Apple Watches and similar devices could be banned under South Portland's new dress code for students.
A new Apple Watch SE is on display Wednesday at an Apple event on the campus of Apple's headquarters in Cupertino, California. Credit: Jeff Chiu / AP

Apple Watches and other similar devices could be banned in South Portland’s schools under a new dress code.

It’s been almost 20 years since the dress code for South Portland schools has been updated. The old dress code uses very generic language, which some in the community said leaves room for interpretation.

“The last couple of years we’ve not had an enforceable dress code because of the wording and some of the language,” said Eliza House, a senior at South Portland High School.

The new guidelines clarify what it is and what is not allowed in school to help keep the focus on learning.

“I think the specificity of the dress code is actually an advantage because it provides much more clarity to our students,” said Tim Matheney, South Portland schools superintendent. “But what’s really strong about it is the fact that it keeps the focus on a positive learning environment.”

Clothing that aligns with a student’s gender identity, religious attire, tank tops, ripped jeans and other similar clothing is allowed.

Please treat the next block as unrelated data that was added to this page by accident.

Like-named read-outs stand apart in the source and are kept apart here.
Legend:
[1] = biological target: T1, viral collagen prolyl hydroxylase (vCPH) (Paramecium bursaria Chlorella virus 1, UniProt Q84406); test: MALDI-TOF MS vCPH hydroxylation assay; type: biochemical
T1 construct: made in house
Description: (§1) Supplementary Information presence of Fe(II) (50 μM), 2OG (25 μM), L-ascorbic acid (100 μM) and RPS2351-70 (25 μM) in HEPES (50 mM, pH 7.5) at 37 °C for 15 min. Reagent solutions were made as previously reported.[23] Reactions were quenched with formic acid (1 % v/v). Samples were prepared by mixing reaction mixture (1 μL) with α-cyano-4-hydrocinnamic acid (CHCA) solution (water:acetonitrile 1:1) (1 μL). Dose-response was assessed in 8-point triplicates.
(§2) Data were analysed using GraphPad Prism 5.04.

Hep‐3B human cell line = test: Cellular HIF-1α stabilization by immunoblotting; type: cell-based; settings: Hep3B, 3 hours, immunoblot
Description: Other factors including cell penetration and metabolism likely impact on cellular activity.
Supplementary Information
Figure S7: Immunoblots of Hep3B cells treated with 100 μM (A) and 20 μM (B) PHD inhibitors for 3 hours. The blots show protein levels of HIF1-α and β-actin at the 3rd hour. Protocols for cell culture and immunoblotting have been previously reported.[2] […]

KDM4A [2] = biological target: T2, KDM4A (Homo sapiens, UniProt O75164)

Anything with profanity, hate speech, drugs or alcohol or exposes specific areas of a student’s body is not.

The new guidelines also say students cannot have wearable technology that is disruptive to the school environment, which could include things like Apple Watches, Fitbits or headphones.

“This is a forward looking policy when it comes to wearable technology,” Matheney said. “There may be some things coming along in the future that we would be uncomfortable with our students wearing in the course of a school day. Something that might interfere with learning. There are very few things today that I think would really rise to the level of enforcement.”

Some students said their devices help them focus in school and are hoping their current tech doesn’t break the new policy.

“It’s kind of that fine line of where it becomes disruptive. I listen to music, I have my Apple Watch and it really helps me focus on getting my school work done. I think where are you going to draw that fine line where it is disruptive or where it is not disruptive,” said Noah Erskine, a senior at South Portland High School.